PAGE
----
Don’t forget about the waiting either. Waiting after submitting an application, waiting for the next exercise to be given, waiting to hear back after an interview. And to top it all off even with the technology available nowadays, so many organisations don’t let candidates know that they have been unsuccessful, aren’t being considered, or don’t provide any useful feedback to enable candidates to improve future applications.
On the other side of the fence, humans in the organisation potentially have a bureaucratic nightmare on their hands, having to design, plan, organise, manage and execute all of the above steps, likely on top of their ‘day job’. Also by focusing on the mechanical aspects of recruitment approaches— screening CV’s, tests and cover letters for instance — there’s a risk that highly suitable candidates are excluded for something as simple as an undesired CV format (from the recruiters perspective) or a candidate is shortlisted based on these aspects when in reality they would struggle to integrate into existing teams or cultures.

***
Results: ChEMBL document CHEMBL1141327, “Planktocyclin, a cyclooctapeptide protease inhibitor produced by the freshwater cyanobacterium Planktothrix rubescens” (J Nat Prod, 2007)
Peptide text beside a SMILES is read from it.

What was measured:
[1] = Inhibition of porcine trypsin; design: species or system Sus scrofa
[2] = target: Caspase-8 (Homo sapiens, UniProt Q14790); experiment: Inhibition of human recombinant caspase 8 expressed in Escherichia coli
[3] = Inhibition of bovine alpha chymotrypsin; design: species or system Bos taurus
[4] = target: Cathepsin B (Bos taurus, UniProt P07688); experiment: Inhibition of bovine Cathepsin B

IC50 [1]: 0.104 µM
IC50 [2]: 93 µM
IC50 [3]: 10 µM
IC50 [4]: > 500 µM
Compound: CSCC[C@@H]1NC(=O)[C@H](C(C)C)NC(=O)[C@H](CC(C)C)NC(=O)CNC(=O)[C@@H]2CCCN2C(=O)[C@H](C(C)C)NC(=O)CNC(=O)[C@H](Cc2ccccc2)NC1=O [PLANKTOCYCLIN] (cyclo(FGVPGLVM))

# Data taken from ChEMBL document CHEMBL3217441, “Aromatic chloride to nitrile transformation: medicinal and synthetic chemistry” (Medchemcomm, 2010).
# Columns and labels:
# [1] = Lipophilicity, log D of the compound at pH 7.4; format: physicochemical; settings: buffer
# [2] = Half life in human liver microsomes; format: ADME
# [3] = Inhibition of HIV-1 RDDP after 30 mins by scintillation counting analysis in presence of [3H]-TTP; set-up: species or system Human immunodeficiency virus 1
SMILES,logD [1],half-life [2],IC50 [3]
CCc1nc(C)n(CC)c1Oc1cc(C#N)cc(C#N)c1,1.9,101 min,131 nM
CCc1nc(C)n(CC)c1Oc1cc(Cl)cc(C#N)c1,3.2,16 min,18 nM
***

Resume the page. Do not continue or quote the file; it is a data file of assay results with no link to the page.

These approaches to recruitment are supposedly put in place as ‘best practice’ to aid an organisation in ensuring they get the best possible ‘talent’ but is the effort involved for all parties really worth it?
The majority of organisations wouldn’t dream of putting a customer through a rigmarole like this in order for them to find out more about, and possibly purchase, a product or service on offer. So why are other humans burdened with these trials for recruitment systems at the expense of their time and wellbeing and possibly to the detriment of the organisations reputation? And are these approaches actually effective or could there be a better way?